Mozilla CEO's exit — in the age of workers empowered by social media

Mozilla CEO Brendan Eich has stepped down after a social media-fueled controversy over a political donation he made years ago to Proposition 8, an initiative that banned gay marriage in California but has since been struck down.

There’s plenty of analysis about the implications of this high-profile resignation, especially about trying to strike a balance between equality and free speech. As Mitchell Baker, chairman of the maker of the Firefox browser, said in her announcement Thursday, “figuring out how to stand for both at the same time can be hard.”

Michelle Quinn wrote on SiliconBeat last week that Eich’s $1,000 donation didn’t sit well within Mozilla a couple of years ago, but the company was able to keep the Twitter-storm at bay; the JavaScript creator was chief technology officer at the time. But after he was promoted to CEO less than two weeks ago, the revolt became impossible to contain. This is the age of social media, and Mozilla employees took to Twitter to voice their displeasure — and even asked for Eich to step down.

“What happened at Mozilla … is remarkable,” Leslie Gaines-Ross, chief reputation strategist at Weber Shandwick, told MarketWatch in an article — published before Eich’s resignation — that mentioned a new study about the rise of employee activism in the age of social media. Many others feel freer to speak their minds — such as users of online services, for example — and so do employees.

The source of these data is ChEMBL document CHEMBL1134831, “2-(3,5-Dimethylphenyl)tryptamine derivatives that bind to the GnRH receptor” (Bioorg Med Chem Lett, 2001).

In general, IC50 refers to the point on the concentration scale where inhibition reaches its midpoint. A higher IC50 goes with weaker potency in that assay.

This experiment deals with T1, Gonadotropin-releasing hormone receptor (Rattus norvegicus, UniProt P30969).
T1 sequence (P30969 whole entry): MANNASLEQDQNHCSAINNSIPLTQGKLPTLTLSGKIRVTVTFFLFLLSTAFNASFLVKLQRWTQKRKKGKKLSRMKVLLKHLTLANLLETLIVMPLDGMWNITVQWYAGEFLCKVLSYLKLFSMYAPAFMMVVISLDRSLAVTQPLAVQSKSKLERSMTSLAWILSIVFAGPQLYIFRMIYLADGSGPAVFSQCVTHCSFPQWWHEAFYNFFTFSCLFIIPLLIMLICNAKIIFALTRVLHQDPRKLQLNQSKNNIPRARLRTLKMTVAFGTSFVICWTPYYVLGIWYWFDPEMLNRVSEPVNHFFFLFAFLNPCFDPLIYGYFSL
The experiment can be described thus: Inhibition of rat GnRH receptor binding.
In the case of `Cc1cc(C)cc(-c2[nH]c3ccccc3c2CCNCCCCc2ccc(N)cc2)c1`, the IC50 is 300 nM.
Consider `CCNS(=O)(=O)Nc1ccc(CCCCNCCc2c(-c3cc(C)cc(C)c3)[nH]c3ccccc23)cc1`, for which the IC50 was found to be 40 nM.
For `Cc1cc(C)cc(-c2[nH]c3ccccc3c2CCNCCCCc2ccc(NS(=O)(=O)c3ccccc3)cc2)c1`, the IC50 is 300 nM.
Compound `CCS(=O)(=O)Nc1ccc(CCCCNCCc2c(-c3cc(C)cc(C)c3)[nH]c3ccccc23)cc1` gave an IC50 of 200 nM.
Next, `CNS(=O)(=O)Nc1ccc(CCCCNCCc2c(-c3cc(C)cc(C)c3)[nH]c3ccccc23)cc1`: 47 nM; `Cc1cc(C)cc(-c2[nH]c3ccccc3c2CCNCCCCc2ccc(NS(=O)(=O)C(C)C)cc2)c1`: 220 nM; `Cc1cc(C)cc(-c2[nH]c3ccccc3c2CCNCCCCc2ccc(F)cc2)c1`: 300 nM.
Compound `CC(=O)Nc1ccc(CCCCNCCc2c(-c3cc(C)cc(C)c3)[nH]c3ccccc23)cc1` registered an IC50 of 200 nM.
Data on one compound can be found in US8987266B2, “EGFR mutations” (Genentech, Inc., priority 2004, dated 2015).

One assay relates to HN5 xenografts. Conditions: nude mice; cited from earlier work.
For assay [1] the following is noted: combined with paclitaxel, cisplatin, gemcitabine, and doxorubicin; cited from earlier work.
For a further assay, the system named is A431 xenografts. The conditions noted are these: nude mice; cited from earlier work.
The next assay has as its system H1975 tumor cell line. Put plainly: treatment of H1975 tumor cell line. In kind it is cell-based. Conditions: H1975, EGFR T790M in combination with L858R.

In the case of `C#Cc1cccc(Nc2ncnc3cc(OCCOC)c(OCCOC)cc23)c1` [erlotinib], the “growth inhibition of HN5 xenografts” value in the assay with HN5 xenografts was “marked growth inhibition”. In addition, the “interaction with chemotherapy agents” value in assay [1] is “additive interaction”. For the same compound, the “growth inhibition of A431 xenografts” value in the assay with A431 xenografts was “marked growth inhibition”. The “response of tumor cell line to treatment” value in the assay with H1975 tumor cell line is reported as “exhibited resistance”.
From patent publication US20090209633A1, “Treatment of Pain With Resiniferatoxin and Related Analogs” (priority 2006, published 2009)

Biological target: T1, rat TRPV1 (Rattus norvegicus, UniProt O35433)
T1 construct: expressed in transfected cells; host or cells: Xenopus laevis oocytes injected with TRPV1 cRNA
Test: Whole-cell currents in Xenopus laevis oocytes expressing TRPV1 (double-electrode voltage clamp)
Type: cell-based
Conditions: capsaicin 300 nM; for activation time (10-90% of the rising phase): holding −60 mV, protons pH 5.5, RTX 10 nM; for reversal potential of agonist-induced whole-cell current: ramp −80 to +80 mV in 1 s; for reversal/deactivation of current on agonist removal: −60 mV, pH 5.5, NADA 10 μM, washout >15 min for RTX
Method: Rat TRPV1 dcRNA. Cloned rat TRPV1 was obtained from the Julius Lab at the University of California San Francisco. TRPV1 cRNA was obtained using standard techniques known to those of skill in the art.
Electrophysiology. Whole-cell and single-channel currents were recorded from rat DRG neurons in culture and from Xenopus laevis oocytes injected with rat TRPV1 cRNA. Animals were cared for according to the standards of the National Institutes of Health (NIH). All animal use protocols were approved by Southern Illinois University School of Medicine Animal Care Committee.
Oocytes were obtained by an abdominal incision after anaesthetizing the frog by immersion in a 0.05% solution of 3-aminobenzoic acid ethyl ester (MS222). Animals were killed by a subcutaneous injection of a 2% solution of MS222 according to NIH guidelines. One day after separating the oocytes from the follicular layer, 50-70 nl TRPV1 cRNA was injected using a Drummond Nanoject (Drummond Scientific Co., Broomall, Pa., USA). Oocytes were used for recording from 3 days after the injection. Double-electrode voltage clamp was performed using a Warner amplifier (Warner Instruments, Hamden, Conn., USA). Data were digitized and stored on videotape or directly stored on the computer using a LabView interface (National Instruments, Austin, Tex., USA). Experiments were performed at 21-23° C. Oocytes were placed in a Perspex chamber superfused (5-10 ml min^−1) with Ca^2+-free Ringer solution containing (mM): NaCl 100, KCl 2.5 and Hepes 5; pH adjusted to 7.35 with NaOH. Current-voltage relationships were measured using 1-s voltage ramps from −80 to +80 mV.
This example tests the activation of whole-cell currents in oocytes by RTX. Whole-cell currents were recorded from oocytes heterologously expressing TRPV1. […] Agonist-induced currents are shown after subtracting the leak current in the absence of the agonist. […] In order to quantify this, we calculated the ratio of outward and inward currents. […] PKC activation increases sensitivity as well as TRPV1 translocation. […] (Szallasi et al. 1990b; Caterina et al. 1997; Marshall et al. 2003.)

Not all workers can speak out against, disparage (or even offend) their employers without consequence; as Michelle Quinn writes for the Mercury News, Mozilla has “put itself forward as the Internet’s moral voice,” among other things it has advocated for openness on the Web. After Eich’s exit, Nuala O’Connor, president and CEO of the Center for Democracy & Technology’s (CDT), told Quinn: They responded to their community voice. That’s how they are constructed, of the community, for the community.”

But many companies don’t claim to be so enlightened. As we’ve written,  some employees have been fired for what they’ve said or done — such as Like an opposing candidate’s Facebook page — on social media. However, at least a couple of them have also won their appeals of those firings. And the National Labor Relations Board has reportedly been pushing employers to lean toward free speech when crafting their social media policies. As employers answer that call, top executives will be held accountable for their political and moral stances — rightly or wrongly — as more workers feel empowered to voice their discontent on Twitter and elsewhere.

 

Photo of Brendan Eich by Darcy Padilla/Mozilla

Levi Sumagaysay Levi Sumagaysay (3903 Posts)

Levi Sumagaysay is editor of the combined SiliconBeat and Good Morning Silicon Valley. She also helps take care of SiliconValley.com, the Mercury News tech website. Email: lsumagaysay (at) bayareanewsgroup (dot-com).